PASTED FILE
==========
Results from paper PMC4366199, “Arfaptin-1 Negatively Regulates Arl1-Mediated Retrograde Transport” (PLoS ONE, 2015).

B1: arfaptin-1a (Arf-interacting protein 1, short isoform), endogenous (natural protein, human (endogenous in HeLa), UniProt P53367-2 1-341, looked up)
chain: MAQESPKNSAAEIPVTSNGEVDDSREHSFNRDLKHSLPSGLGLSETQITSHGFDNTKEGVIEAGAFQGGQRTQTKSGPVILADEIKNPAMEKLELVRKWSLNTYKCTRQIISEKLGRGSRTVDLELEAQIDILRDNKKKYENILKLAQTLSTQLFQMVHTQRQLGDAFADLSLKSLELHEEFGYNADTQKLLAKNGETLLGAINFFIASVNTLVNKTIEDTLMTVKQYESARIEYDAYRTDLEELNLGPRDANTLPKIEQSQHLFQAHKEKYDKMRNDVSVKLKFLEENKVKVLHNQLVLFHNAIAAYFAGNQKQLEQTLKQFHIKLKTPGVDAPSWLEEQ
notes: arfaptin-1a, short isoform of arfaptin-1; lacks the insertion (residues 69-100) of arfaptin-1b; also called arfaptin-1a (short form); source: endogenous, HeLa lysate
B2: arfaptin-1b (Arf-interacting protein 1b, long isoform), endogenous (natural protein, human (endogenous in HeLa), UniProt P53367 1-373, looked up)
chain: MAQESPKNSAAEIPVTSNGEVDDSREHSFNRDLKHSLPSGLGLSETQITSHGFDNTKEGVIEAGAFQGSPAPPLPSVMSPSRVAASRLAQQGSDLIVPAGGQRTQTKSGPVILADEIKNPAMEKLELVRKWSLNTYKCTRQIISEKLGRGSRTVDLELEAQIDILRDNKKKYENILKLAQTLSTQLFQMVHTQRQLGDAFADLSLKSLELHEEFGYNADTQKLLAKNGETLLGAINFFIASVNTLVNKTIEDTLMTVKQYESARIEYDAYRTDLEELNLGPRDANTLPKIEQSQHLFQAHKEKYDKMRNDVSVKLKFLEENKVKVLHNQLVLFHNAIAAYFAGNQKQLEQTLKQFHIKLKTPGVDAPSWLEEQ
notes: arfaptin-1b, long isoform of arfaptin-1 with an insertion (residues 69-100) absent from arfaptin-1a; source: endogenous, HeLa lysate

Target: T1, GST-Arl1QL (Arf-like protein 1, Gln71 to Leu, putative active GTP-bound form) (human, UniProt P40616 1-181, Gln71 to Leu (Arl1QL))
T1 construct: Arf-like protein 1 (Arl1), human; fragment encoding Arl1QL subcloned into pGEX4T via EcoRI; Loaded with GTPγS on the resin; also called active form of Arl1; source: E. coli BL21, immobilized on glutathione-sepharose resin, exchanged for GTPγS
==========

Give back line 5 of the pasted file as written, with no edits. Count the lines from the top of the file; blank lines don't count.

B2: arfaptin-1b (Arf-interacting protein 1b, long isoform), endogenous (natural protein, human (endogenous in HeLa), UniProt P53367 1-373, looked up)